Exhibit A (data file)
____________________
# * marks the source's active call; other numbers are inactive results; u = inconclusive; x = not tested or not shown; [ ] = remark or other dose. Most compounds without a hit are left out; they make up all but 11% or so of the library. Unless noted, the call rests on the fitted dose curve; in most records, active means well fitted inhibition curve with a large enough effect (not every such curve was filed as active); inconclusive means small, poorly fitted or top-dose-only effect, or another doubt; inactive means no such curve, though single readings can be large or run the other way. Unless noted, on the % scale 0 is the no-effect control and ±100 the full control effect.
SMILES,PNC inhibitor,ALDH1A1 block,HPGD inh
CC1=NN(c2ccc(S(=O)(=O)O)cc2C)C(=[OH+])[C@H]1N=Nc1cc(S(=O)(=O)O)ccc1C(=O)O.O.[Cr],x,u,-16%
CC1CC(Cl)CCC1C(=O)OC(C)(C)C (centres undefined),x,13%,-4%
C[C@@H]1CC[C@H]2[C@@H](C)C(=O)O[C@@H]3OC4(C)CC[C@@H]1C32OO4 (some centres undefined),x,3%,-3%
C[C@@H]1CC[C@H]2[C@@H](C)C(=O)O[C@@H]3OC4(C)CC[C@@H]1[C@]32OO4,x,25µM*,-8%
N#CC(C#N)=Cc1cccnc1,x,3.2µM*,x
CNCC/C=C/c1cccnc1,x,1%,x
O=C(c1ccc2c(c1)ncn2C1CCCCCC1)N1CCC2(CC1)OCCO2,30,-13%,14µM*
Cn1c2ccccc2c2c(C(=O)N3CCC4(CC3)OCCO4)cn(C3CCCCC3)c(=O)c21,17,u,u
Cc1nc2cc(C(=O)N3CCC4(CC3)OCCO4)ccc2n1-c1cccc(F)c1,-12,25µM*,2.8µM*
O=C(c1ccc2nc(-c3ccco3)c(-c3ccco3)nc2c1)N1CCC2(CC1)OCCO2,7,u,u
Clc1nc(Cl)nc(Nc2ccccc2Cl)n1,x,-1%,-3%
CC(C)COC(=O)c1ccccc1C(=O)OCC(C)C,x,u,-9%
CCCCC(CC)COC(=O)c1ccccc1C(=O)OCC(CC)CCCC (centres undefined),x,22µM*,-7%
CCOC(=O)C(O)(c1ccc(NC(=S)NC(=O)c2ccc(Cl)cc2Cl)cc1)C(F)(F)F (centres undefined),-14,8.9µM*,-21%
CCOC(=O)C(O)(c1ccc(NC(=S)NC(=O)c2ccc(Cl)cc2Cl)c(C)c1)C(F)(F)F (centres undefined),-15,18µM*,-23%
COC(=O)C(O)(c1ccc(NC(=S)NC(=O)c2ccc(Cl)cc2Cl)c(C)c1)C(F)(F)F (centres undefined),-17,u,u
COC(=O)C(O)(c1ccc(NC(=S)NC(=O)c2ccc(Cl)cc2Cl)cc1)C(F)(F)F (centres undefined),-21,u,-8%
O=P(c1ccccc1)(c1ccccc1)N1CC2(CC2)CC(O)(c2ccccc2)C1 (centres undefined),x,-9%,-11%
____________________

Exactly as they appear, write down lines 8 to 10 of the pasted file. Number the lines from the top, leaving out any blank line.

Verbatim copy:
CNCC/C=C/c1cccnc1,x,1%,x
O=C(c1ccc2c(c1)ncn2C1CCCCCC1)N1CCC2(CC1)OCCO2,30,-13%,14µM*
Cn1c2ccccc2c2c(C(=O)N3CCC4(CC3)OCCO4)cn(C3CCCCC3)c(=O)c21,17,u,u